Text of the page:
Carbon Cycle and Ecosystems.
Knowledge of the interactions of global biogeochemical cycles and terrestrial and marine ecosystems with global environmental change and their implications for the Earth’s climate, productivity, and natural resources is needed to understand and protect our home planet.
NASA provides the global perspective and unique combination of interdisciplinary science, state-of-the-art Earth system modeling, and diverse synoptic observations needed to document, understand, and project carbon cycle dynamics and changes in terrestrial and marine ecosystems and land cover.
Carbon Cycle and Ecosystems Roadmap
Human-Ecosystems-Climate Interactions (Model-Data Fusion, Assimilation); Global Air-Sea Flux
High-Resolution Atmospheric CO2
Southern Ocean Carbon Program, Air-Sea CO2 Flux
Process controls; errors in sink reduced
Models w/improved ecosystem functions
T= Technology development
Physiology & Functional Types
Reduced flux uncertainties; coastal carbon dynamics
= Field Campaign
Global Ocean Carbon / Particle Abundance
Reduced flux uncertainties; global carbon dynamics
Goals: Global productivity and land cover change at fine resolution; biomass and carbon fluxes quantified; useful ecological forecasts and improved climate change projections
Vegetation 3-D Structure, Biomass, & Disturbance
Terrestrial carbon stocks & species habitat characterized
Global CH4;Wetlands, Flooding & Permafrost
CH4 sources characterized and quantified
Global Atmospheric CO2 (OCO)
Regional carbon sources/sinks quantified for planet
N. American Carbon Program
N. America’s carbon budget quantified
Land Use Change in Amazonia
Effects of tropical deforestation quantified; uncertainties
in tropical carbon source reduced
2002: Global productivity and land cover resolution coarse; Large uncertainties in biomass, fluxes, disturbance, and coastal events
Models & Computing Capacity
Land Cover (Landsat)
Land Cover (OLI)
Ocean Color (SeaWiFS, MODIS)
Vegetation, Fire (AVHRR, MODIS)
Vegetation (AVHRR, MODIS)
Global C Cycle
Global C Cycle
Anticipated Progress in Answering the Questions:
Where we are now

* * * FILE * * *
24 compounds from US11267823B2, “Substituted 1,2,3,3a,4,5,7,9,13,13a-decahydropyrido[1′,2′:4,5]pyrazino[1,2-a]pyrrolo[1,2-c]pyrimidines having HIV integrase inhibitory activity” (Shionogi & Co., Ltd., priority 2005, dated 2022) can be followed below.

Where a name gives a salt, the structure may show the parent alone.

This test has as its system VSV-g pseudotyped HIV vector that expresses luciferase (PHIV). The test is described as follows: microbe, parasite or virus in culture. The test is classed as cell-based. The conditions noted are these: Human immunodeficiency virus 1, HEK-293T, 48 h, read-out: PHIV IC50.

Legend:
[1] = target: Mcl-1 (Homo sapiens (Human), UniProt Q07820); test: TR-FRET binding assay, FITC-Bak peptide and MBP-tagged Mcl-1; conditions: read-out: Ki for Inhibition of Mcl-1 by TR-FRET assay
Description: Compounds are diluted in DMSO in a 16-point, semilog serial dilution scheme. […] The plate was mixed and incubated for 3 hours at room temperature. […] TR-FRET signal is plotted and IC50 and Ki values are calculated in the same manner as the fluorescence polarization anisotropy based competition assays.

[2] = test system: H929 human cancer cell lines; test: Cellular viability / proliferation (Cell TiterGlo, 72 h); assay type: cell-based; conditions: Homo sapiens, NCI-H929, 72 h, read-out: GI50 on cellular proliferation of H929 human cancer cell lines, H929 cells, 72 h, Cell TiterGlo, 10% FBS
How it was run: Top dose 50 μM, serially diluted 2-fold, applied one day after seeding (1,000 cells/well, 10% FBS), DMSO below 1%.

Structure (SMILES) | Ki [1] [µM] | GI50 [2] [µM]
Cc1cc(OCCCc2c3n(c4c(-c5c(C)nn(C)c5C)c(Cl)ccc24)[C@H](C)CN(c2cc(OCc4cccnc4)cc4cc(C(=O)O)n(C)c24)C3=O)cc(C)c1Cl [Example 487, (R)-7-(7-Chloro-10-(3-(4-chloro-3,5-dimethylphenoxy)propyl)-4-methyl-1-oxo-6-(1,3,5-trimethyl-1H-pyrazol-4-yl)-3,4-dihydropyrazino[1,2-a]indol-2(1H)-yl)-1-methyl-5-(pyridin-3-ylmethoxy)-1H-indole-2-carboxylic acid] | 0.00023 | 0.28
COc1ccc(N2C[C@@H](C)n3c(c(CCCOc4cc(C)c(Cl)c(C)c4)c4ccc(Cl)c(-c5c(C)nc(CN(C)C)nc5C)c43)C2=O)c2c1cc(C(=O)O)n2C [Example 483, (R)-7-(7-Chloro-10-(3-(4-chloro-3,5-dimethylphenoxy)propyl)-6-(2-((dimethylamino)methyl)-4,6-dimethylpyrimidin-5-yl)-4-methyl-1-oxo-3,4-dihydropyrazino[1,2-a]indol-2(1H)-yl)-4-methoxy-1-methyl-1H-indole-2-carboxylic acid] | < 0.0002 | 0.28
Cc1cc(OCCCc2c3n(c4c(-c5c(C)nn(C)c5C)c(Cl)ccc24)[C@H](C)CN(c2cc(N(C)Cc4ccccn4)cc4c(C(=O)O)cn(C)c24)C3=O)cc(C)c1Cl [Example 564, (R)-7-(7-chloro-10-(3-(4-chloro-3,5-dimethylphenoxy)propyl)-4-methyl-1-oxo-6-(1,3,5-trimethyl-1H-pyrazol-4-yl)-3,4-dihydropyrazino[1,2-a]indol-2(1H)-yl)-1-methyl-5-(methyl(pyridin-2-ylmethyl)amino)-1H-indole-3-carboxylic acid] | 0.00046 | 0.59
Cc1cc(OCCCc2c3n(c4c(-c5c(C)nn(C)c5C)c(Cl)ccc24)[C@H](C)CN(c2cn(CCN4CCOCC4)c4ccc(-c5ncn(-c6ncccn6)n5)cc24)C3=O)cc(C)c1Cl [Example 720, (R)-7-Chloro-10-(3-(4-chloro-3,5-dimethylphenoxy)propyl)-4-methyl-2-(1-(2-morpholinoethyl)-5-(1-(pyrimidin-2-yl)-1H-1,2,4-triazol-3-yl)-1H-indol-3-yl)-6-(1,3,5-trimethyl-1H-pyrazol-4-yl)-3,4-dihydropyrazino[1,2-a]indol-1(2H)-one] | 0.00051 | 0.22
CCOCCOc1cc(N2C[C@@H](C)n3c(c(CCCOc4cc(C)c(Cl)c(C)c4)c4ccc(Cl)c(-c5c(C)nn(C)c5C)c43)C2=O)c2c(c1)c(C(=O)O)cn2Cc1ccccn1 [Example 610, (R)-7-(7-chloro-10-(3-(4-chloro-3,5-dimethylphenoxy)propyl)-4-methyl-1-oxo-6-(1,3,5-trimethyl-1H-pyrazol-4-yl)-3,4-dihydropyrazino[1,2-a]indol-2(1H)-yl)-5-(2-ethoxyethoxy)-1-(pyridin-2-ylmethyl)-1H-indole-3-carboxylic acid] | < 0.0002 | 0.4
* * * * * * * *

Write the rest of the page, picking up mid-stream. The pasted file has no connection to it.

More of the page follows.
Where we plan to be
Global primary productivity and land cover time series available at coarse (~8 km resolution); only short time periods and certain regions at higher resolutions.
Decadal variability in global productivity quantified at moderate (~1 km) resolution; Periodic global land cover change analyzed at fine (~30 m) resolution.
Available observations (in situ) of global CO2, biomass, plant community vertical structure, and species functional groups insufficient to resolve many issues.
New observations (space-based) enable quantification of carbon and nutrient storage and fluxes, disturbance and recovery processes, and ecosystem health.
Large uncertainties in N. Hemisphere terrestrial carbon storage, ocean uptake and storage, permafrost outgassing, and tropical land use effects. Global carbon budget not balanced.
Carbon sources and sinks identified and quantified at sub-regional scales (~100 km), with small errors. Global carbon budget balanced on annual basis.
Earth system models able to correctly portray most interannual variations and multiple, interacting controlling processes, with sub-regional specificity and useful predictive capability.
Ecosystem and carbon models resolve only large year-to-year variations; multiple controlling processes not well quantified. 50-year projections vary widely.
2002 ~ 2015
Anticipated Outcomes and Uses of Results
Result / Capability
Products / Uses for Decision Support
Global primary productivity and land cover change time series variability and trends quantified at moderate to fine spatial resolution. Carbon sources and sinks identified and quantified.
Quantitative global monitoring & evaluation tools: to assess the efficacy of carbon management (e.g. sequestration in biomass); to assess agricultural, forest, and fisheries productivity; for use in verifying emissions and/or sequestration reporting by nations/sectors.
Quantification of carbon and nutrient storage and fluxes, disturbance and recovery processes, and ecosystem health. Quantification of controlling processes and their interactions.
Maps, data products and information on relationships among them as input for decision support systems. Simulation models that enable “If … , then…” scenarios to be explored.
Models that: - achieve carbon balance - reliably characterize interannual variability and sub-regional processes - quantitatively portray multiple, interacting controlling processes - are able to correctly simulate past land cover, ecosystem dynamics and biogeochemical cycling
Ecological Forecasts: Projections of changes in carbon sources and sinks, land cover, and ecosystem dynamics due to combinations of real-world forcings of global environmental change with sub-regional specificity and good reliability for ~6 mos. to 2 years into the future (e.g., harmful algal blooms, invasive species).
Inputs for Climate Projections: Credible, useful projections of future climate change (including improved ecosystem feedbacks and projections of CO2 and CH4 concentrations) for 50-100 years into the future for a variety of policy-relevant “if …, then …” scenarios.